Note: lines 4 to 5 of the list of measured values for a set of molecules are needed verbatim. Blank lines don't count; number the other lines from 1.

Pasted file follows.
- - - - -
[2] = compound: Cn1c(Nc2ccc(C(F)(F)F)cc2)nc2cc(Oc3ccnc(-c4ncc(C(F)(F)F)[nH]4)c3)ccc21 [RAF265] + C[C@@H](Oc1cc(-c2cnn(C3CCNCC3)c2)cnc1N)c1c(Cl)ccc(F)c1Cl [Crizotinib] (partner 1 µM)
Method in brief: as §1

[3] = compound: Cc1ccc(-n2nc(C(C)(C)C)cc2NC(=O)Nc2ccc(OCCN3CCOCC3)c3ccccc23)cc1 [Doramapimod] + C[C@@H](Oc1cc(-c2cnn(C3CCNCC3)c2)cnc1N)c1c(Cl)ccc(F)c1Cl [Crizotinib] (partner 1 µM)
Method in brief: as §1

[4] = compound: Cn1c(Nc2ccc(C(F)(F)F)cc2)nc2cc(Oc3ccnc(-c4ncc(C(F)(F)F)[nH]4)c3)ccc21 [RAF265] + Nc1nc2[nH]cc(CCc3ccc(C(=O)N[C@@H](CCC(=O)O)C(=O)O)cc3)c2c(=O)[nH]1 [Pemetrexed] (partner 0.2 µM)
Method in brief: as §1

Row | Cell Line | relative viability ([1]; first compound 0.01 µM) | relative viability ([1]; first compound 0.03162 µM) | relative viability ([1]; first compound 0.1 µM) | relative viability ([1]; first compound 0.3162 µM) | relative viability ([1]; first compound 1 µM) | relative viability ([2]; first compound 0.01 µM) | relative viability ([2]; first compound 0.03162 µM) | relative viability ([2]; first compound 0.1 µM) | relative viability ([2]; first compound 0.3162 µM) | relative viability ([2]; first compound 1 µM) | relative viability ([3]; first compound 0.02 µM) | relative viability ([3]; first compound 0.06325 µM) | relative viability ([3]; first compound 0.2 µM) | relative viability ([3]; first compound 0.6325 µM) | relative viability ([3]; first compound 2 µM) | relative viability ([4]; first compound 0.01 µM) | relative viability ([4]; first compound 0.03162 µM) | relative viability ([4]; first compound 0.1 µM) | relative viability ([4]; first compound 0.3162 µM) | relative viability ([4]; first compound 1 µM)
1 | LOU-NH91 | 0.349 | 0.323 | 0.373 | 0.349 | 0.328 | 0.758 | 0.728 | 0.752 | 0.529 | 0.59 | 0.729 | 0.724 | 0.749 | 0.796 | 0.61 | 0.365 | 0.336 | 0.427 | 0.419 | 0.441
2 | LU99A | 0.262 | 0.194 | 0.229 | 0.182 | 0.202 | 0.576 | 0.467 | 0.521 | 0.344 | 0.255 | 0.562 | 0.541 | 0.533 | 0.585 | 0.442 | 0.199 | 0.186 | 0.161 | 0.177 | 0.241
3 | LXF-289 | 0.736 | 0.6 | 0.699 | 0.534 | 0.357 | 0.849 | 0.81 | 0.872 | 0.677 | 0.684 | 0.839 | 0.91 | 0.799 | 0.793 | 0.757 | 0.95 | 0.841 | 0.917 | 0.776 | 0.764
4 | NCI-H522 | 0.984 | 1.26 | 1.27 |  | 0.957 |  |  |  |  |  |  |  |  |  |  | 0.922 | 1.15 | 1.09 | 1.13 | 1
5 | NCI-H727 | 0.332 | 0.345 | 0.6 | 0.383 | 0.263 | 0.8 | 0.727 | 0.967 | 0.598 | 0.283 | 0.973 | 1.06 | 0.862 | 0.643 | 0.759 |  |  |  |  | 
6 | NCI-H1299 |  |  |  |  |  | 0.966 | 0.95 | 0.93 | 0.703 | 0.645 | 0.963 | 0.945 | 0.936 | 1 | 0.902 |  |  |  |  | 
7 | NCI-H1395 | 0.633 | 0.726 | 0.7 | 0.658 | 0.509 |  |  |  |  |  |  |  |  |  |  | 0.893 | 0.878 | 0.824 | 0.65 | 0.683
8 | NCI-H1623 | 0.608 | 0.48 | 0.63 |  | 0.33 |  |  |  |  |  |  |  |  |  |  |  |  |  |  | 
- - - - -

Method in brief: as §1

[4] = compound: Cn1c(Nc2ccc(C(F)(F)F)cc2)nc2cc(Oc3ccnc(-c4ncc(C(F)(F)F)[nH]4)c3)ccc21 [RAF265] + Nc1nc2[nH]cc(CCc3ccc(C(=O)N[C@@H](CCC(=O)O)C(=O)O)cc3)c2c(=O)[nH]1 [Pemetrexed] (partner 0.2 µM)